I enjoyed this almost as much as the first. The only reason this was a teeny bit less enjoyable for me was the complexity of the myriad plot lines. This is possibly in part because I like to read at bedtime, who knows. The development of the main characters was very good, I do like how the author keeps a little space between them so we see them more fully as individuals with their own part to play. This is refreshingly different from most work in this genre that I have read. The characters are very human, their own lives complex, they all have input and resolution. I will definitely look forward to reading the next in the series or more by this author.
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on 6 March 2015
Better than the first book. Interesting character development of the police team involved. While one appreciates the story deals with a psychotic, you do wonder what would drive someone to the meticulous killing spree this contains. And while the identity theft of the character in Bangkok is plausible in some ways you kind of feel a mere paper copy of your passport would resolve the situation! For all that it's an entertaining read. This is the better end of Swedish noir and it's the personal issues of the cops that kept me hooked as much as anything.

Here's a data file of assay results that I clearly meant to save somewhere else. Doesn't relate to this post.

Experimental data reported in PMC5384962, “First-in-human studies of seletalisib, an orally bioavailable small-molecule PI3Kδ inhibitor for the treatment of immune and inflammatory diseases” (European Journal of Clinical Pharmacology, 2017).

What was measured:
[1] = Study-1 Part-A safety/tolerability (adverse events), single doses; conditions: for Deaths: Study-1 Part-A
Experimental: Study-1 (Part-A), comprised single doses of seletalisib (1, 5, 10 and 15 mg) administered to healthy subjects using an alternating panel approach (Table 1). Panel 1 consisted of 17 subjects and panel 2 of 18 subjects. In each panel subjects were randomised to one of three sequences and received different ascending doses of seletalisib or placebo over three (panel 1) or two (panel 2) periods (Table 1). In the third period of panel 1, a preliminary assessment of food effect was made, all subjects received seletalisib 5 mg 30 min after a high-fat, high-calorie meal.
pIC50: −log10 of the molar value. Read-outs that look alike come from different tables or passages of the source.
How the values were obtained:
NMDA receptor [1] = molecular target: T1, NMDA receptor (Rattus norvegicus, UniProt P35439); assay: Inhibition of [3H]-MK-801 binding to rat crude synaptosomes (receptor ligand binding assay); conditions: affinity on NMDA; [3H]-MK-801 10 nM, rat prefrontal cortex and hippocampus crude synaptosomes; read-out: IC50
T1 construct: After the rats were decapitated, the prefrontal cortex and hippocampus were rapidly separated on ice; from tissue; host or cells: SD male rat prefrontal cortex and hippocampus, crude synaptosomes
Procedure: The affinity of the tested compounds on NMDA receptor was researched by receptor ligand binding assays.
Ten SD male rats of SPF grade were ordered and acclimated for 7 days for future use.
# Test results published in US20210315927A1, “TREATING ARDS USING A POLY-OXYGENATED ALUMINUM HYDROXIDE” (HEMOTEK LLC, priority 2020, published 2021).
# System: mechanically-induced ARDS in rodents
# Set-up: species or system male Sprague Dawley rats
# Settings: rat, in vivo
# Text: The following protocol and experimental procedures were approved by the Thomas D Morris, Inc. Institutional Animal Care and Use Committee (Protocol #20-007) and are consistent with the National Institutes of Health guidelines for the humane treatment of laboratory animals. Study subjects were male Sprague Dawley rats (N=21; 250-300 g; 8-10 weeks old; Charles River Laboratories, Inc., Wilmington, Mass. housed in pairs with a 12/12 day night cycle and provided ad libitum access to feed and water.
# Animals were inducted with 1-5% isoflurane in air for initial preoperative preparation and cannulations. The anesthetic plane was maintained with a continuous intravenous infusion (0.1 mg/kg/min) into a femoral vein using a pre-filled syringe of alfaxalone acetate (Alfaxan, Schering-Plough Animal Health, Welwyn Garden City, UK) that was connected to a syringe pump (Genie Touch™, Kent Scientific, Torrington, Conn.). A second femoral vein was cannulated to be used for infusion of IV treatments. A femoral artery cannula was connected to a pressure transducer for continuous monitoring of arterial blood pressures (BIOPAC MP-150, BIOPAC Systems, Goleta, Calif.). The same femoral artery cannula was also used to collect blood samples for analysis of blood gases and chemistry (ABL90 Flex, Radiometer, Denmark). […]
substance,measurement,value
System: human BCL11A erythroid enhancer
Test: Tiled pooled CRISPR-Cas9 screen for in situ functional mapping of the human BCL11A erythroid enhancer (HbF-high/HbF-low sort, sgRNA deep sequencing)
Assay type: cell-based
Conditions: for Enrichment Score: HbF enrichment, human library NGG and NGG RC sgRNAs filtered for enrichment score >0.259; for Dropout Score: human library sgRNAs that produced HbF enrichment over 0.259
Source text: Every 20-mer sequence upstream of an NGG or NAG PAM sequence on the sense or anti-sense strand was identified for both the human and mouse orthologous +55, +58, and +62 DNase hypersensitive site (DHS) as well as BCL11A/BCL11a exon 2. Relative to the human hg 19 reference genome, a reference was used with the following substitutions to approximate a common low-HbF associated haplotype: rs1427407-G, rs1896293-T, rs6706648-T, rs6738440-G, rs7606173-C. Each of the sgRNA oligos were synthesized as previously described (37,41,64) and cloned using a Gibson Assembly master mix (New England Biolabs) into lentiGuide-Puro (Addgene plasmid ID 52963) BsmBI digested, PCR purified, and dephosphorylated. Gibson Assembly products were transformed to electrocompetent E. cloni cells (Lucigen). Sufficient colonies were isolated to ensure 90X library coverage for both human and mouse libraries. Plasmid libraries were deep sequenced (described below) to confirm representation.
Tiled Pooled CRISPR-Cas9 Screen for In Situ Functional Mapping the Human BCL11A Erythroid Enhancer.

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on 5 April 2016